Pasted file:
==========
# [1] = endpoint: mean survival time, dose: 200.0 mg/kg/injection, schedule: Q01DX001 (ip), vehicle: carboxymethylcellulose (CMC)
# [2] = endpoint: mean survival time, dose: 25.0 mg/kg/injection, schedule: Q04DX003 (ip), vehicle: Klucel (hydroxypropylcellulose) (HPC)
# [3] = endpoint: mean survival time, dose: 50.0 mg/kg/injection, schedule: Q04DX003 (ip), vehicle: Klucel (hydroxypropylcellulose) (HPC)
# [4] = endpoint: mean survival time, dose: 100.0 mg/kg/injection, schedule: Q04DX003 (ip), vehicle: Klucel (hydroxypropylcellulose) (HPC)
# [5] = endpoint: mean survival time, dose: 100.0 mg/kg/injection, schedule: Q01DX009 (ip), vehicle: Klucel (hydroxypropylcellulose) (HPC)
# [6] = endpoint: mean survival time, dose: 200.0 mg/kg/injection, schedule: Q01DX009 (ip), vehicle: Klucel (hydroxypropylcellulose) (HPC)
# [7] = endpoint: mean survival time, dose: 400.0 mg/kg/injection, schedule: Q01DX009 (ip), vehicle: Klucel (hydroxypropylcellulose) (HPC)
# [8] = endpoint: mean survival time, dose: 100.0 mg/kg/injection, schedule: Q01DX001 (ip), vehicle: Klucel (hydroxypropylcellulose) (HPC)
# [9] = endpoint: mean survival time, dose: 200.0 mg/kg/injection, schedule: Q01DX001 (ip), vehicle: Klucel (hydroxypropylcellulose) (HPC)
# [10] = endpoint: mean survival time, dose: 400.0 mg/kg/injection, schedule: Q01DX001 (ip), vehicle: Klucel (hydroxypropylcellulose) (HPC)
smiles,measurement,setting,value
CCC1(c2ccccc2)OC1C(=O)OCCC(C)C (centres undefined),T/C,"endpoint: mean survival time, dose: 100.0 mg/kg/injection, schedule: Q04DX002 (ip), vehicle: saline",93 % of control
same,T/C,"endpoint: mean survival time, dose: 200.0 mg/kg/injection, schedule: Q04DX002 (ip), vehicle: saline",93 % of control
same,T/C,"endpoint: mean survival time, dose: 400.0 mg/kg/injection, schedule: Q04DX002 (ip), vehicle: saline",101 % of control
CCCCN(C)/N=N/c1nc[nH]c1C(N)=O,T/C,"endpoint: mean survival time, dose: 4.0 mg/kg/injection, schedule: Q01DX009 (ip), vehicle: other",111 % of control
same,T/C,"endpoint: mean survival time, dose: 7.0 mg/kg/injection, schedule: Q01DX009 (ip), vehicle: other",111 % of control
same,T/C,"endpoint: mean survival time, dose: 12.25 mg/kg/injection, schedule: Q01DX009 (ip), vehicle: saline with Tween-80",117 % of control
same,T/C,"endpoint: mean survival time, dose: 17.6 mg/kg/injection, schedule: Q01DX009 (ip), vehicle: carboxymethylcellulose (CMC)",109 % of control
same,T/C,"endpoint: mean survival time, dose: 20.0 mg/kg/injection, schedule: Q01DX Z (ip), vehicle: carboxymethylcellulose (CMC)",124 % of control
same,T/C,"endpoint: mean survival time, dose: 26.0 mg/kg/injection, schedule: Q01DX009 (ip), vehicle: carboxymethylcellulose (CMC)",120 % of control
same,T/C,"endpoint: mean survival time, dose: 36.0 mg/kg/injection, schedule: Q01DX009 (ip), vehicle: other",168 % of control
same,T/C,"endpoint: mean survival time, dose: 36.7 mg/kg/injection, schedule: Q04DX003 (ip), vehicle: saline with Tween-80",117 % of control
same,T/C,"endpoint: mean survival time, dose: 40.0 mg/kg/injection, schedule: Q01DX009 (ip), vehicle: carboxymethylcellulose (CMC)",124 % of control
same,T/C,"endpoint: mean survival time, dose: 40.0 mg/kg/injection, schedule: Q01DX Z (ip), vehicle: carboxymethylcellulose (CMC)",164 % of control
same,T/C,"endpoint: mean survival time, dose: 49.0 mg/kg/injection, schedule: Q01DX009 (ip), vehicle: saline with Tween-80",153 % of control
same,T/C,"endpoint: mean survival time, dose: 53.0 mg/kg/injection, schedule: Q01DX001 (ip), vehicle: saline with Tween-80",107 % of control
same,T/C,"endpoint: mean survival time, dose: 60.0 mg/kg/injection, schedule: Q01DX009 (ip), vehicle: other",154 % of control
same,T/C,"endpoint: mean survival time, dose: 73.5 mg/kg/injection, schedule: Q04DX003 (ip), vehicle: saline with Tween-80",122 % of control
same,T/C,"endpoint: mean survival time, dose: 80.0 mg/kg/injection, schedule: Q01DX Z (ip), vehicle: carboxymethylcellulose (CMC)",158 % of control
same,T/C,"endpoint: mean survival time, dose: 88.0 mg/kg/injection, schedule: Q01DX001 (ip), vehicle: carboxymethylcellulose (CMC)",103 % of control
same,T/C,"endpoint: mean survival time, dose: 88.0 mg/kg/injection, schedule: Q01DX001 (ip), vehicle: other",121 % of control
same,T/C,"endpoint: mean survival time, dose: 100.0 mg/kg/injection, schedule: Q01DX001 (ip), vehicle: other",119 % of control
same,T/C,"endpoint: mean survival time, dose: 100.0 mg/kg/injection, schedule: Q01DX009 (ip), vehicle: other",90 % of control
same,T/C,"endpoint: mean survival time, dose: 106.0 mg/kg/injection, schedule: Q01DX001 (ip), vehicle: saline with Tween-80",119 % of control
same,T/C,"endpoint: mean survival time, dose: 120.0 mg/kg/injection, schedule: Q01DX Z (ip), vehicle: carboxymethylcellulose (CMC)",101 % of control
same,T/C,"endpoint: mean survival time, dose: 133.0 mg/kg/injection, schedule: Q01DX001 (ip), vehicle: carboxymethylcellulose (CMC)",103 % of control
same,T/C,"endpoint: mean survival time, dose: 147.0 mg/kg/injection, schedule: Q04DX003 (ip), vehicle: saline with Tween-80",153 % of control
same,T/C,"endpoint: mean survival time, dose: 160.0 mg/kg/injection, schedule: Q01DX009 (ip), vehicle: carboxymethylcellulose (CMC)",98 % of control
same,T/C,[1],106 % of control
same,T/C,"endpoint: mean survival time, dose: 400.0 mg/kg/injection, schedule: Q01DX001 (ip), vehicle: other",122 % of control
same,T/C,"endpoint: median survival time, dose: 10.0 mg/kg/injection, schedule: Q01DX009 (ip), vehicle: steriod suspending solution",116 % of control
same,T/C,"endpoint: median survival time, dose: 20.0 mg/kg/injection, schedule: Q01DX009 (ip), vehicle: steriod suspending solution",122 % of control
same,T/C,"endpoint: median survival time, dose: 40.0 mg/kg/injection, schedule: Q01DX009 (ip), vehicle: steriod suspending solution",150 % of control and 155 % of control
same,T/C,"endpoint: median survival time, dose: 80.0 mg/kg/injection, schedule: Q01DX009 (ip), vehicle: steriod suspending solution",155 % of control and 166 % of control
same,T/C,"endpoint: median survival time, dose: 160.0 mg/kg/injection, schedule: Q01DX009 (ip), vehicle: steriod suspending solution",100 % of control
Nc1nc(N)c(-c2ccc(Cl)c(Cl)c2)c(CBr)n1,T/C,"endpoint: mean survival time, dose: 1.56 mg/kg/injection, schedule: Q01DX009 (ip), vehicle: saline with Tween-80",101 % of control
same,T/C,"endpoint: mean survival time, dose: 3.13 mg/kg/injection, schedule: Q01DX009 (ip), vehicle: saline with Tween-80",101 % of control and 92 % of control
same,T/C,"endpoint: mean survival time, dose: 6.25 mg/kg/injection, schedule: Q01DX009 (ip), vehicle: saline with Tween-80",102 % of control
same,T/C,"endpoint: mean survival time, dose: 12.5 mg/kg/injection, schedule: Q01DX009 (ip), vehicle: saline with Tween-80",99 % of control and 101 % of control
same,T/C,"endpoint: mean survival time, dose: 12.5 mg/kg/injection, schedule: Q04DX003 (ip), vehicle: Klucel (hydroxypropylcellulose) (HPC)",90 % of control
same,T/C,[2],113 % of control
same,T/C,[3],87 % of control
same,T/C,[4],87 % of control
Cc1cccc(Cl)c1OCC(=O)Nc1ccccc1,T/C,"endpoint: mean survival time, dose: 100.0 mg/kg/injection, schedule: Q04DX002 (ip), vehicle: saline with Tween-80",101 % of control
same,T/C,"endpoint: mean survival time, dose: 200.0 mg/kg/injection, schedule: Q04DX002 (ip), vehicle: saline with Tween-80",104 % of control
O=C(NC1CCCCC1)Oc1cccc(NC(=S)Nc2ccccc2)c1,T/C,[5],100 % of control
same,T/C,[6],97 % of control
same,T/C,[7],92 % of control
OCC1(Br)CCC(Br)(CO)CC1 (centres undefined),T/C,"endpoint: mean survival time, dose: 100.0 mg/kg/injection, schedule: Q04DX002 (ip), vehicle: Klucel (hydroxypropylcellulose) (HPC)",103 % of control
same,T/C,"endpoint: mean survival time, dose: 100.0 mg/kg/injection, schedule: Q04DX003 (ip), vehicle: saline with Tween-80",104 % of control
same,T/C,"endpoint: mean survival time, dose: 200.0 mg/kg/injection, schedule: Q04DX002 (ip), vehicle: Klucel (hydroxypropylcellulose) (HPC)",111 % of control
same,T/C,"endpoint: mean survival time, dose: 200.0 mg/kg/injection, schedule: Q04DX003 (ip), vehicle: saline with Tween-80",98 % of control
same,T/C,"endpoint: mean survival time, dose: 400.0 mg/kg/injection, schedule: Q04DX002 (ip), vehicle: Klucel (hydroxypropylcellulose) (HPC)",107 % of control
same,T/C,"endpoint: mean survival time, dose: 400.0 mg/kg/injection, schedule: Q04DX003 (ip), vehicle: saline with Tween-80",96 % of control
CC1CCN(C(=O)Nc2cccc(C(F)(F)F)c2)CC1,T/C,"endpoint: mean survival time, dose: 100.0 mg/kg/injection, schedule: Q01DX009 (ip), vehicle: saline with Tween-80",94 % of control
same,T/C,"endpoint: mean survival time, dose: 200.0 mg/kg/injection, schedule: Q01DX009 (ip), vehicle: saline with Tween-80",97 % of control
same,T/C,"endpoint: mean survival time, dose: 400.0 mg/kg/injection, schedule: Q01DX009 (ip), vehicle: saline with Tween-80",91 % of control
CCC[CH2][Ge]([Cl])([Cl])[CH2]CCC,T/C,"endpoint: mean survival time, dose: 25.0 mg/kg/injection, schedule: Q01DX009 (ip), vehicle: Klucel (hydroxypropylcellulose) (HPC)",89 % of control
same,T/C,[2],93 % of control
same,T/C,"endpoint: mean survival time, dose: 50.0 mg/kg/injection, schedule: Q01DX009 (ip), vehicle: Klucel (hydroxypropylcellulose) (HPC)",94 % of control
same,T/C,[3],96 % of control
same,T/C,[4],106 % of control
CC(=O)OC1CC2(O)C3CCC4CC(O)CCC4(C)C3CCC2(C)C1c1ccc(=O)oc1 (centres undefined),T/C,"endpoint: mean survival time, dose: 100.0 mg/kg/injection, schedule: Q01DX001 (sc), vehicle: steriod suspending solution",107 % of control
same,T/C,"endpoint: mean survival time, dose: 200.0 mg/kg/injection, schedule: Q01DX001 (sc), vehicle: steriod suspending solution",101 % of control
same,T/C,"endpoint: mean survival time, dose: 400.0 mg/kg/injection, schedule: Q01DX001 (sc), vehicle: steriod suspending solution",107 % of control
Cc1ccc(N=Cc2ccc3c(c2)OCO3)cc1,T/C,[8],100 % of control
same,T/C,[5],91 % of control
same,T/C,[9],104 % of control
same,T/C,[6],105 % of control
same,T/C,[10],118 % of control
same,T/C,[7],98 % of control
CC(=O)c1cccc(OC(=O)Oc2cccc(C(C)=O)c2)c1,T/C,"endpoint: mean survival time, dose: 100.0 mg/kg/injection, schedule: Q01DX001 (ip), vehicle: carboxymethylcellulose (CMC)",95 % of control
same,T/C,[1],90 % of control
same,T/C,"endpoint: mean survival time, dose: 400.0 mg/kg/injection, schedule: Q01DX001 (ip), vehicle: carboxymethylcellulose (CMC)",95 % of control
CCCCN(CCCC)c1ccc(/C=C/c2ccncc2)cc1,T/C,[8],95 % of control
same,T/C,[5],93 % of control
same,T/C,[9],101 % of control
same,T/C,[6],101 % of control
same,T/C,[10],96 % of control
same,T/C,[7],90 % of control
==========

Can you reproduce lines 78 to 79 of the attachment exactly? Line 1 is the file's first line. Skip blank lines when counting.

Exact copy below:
same,T/C,[9],104 % of control
same,T/C,[6],105 % of control